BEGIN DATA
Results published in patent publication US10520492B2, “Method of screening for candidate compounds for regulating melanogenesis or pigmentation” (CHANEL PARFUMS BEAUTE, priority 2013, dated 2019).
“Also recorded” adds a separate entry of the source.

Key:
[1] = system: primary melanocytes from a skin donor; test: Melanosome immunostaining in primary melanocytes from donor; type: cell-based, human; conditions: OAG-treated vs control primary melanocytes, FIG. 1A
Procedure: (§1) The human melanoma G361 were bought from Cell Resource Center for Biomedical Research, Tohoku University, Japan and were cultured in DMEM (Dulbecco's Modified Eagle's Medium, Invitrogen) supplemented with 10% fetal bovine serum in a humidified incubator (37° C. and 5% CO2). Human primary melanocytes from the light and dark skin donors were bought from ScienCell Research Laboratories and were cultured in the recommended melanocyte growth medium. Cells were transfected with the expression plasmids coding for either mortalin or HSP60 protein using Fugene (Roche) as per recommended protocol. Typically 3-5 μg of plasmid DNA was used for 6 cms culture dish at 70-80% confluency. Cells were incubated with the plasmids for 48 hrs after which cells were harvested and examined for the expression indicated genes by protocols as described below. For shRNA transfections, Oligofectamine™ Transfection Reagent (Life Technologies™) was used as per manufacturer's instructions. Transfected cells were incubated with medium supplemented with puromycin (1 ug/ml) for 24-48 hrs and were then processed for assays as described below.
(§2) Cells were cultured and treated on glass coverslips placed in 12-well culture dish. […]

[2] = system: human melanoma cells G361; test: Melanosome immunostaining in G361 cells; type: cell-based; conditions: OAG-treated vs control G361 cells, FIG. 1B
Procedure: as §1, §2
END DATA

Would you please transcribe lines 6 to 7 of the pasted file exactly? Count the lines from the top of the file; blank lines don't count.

(§2) Cells were cultured and treated on glass coverslips placed in 12-well culture dish. […]

[2] = system: human melanoma cells G361; test: Melanosome immunostaining in G361 cells; type: cell-based; conditions: OAG-treated vs control G361 cells, FIG. 1B